Journeyman Features Releases Michele Remsen's Acclaimed Anti-Romantic Comedy TOSS IT Globally
"Toss It" takes a deeper look at the roles women play in society, as a true anti-romantic comedy, we join the characters where a romantic comedy would typically end with the classic prototypes: charming noncommittal guy and shrewd wary woman who's witty banter (instantly brings to mind a modern day Rosalind Russell & Cary Grant), lead all signs pointing toward the expected outcome. Then everything gets tossed. And gets real. As the men and women of "Toss It" battle for the stakes they set out to get, the story stealthily reveals that the real relationship skirmishes are among the women.
Emily, played with wit and depth by Michele Remsen, thinks she knows everything and will fix everyone and everything going forward. Adele, played with cool savvy by Broadways' own Blair Ross ("Stranger in the House," "Bully"), runs a carefully crafted world of which she is in full control. Natalie, played with hair-trigger hilarity by Allison Frasca ("The Murders of Cane Hill," "Situationships") wants to be Adele, blindly and vehemently following a traditional path. And, Marie, played with stealth-bomber accuracy by Jenny Zerke, questions everything, chasing down every belief even if they change weekly. Though she appears the flakiest, she is the only one actively seeking wisdom. Starring alongside the women of "Toss It" are Phil Burke ("This Is Forty," SyFy's "Van Helsing"), Stephen Bogardus ("Julie & Julia," "Gold"), Malachy McCourt ("The Devils's Own," "Afterlife"), and many more.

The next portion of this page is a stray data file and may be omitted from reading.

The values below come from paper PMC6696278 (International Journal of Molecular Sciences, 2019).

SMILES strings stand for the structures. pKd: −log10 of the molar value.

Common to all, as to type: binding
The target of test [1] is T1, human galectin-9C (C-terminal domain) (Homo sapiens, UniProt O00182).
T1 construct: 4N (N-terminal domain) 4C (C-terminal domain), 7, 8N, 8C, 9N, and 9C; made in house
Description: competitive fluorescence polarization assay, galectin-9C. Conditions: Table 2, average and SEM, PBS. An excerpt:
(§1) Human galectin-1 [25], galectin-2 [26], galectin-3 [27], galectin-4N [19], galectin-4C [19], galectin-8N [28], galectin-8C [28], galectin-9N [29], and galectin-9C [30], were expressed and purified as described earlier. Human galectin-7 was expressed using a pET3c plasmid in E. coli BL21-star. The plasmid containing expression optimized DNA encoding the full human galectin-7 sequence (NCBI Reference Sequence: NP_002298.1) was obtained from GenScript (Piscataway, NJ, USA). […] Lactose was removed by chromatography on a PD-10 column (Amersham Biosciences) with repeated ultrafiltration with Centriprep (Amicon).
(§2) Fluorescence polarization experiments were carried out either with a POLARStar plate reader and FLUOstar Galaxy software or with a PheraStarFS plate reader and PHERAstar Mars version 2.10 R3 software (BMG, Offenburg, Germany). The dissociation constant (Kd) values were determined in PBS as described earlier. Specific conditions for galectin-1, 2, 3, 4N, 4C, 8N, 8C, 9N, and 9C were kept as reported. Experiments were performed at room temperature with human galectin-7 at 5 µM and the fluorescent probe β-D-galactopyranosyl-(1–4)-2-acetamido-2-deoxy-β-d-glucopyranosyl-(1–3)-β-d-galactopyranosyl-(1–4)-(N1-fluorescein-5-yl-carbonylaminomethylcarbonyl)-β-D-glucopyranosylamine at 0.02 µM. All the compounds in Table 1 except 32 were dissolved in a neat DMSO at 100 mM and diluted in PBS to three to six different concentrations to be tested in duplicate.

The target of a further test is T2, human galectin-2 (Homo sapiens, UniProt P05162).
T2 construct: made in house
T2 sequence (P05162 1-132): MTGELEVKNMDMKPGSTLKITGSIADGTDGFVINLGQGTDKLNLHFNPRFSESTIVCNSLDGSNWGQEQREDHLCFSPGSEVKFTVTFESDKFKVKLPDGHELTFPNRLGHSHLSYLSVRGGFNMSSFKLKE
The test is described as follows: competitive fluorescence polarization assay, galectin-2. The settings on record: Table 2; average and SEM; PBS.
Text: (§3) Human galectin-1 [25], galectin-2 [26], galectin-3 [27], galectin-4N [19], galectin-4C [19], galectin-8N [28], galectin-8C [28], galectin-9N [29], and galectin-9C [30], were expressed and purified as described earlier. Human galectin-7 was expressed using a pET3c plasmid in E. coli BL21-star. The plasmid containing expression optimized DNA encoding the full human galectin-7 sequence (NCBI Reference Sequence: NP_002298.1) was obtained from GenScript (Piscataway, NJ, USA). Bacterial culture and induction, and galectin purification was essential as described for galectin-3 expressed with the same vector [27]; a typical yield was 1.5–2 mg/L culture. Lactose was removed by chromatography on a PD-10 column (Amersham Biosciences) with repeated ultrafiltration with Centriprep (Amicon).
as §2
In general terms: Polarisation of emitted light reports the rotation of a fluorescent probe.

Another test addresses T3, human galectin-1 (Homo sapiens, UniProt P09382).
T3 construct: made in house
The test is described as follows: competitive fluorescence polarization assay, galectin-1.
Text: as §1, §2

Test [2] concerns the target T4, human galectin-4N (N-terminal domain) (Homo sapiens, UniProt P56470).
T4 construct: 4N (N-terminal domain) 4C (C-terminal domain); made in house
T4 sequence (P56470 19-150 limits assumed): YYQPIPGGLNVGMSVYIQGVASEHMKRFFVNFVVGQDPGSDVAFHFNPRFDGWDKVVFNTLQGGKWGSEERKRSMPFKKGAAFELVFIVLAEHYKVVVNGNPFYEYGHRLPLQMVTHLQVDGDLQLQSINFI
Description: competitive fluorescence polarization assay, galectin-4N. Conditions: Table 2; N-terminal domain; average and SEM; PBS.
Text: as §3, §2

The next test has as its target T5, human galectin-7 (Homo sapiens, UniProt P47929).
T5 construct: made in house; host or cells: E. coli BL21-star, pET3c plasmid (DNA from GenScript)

As "Toss It" tosses the fairytales women are fed and serves up real life, it makes the point: write your own script. Or, if you follow the traditions, really question why you are. Have clarity about your life. So many people don't, and they're miserable and make others miserable. This film suggests: just check in, ask deep questions of yourself and assess those closest to you, if their intentions for you are true. Displacement is a key word in "Toss It." It's the root of a lot of unhappiness and dysfunction. So, is it fear that makes these characters not look inside? Or a presumption that they know more than everyone else? Sometimes it takes a shocking incident to shake people out of the customary torpor in which they habitually function. Waking up might mean throwing over everything they've been taught. Some people like the herd, and will twist themselves into knots to stay in it. While others don't fear cutting their own path. "Toss It" looks at that collision of types.
Watch the trailer here: